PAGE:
Somehow this year it just isn’t happening.
I have wonderful memories of childhood Christmases: we celebrated on Christmas Eve so that a maiden aunt could be with us (a surgical nurse, unmarried and without children, she always volunteered for the holidays so that others could be home with their families). It was a small meal of frozen fruit salad and toasted cheese buns (now that does neither justice as they were both about the most scrumptious dishes possible!) followed by us piling into the car to go look at the decorated houses – our pockets stuffed full of cookies (the one night that our mother didn’t limit us – so, yes, most of us got sick on cookies at some point during our childhood, but we never learned the lesson and usually simply repeated it the following year).
My first year in Europe a bunch of us spent Christmas in Salzburg, Austria and my memories of the kindness of the hotel keeper (wee present of cookies and chocolates on our beds) as well as the Gregorian chanting in the cathedral are still ever-present in my mind.
I returned to Europe, married and had a family: Christmas Eve was still the important event as my husband had also celebrated then. Although we were often with either my in-laws or my own family for the holidays, we did have the odd one here and always followed our own family traditions (I did try my childhood food on them, it didn’t go over that big, but then neither did the German traditions) so we created our own. To this day, Christmas celebrations aren’t unless there is shrimp cocktail and smoked salmon: followed by (some things remain the same) as many cookies as one can – or is willing – to eat.
The past two years we have celebrated a week in advance. This has lots of merit in that it is less stressful and one is thereafter free to participate – or not – in any other activities or invitations: I even invited my neighbors down for a meal as simply felt like it and had the leisure to organize.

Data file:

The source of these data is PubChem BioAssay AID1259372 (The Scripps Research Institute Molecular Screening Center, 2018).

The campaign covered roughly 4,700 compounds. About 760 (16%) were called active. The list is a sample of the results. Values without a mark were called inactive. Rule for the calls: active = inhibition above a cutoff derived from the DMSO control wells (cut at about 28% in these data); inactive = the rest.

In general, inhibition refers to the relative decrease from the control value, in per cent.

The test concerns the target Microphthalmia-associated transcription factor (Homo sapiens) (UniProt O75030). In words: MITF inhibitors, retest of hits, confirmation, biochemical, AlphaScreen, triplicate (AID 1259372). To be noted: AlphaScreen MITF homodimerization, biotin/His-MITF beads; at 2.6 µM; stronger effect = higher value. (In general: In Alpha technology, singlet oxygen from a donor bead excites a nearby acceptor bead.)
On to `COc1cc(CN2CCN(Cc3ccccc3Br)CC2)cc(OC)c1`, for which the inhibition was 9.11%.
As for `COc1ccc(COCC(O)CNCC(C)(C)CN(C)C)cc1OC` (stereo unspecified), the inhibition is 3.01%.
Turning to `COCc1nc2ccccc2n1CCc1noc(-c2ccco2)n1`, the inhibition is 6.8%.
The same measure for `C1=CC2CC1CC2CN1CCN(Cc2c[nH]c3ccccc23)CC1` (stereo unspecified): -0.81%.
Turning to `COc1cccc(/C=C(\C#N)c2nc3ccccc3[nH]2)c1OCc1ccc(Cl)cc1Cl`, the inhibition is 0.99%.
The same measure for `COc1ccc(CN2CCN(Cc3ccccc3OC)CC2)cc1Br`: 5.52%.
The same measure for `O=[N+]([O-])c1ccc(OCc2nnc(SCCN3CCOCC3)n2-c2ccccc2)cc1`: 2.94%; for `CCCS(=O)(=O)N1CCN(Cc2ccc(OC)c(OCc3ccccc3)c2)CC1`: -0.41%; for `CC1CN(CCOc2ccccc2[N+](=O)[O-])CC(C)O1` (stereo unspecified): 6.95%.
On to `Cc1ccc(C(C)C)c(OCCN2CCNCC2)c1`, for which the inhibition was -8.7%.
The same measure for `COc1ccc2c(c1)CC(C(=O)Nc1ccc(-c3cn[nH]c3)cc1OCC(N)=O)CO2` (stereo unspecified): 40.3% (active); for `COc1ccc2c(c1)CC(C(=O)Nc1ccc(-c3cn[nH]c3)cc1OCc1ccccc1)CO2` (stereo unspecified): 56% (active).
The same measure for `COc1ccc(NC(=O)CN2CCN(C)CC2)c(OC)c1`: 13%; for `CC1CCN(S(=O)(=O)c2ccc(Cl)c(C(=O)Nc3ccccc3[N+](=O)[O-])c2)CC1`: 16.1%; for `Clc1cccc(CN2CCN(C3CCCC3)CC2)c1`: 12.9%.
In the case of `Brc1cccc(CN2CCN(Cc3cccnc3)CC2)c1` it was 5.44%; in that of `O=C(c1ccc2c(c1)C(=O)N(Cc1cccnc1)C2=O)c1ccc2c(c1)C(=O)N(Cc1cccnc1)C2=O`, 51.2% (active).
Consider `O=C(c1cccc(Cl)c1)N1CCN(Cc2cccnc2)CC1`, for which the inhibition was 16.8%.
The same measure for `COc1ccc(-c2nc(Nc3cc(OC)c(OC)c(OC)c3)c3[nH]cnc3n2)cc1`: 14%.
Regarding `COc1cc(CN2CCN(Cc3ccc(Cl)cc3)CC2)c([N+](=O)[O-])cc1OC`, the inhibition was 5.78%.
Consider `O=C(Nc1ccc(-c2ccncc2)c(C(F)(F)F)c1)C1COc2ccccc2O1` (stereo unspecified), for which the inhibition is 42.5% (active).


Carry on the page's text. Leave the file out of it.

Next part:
Still, without young children, it just doesn’t seem the same. I have been more attracted to a new Christmas song written by Air Bear Music/Linda’s Boys Music/(Warner-Tamerlane Pub Corp.) and sung by several musicians: “Grown-up Christmas List”. From Wikipedia: "Grown-Up Christmas List" (sometimes titled "My Grown-Up Christmas List") is a Christmas song composed by David Foster (music) and Linda Thompson-Jenner (lyrics), and originally recorded by Foster (with singer Natalie Cole on vocals) for his 1990 non-holiday album River of Love. Though it was also released as a single, the song was not a hit upon its first appearance. In 1992, however, Amy Grant recorded a version for her second holiday album, Home for Christmas. Grant's version featured altered lyrics and an additional verse that Grant penned herself. Her record label at the time, A&M Records, promoted the song as the second single from the album, and it received substantially more radio airplay than the original version by Foster.
I love the chorus: “No more lives torn apart; that wars would never start and time would heal all hearts. Everyone would have a friend and right would always win and love would never end.”
I dedicate this to all my family and friends – those who stand by when times are rough, who celebrate with me when things go well: may the love never end!
|My latest Christmas tree ornament: an oak leaf from Yosemite National Park given to me by my brother this fall.|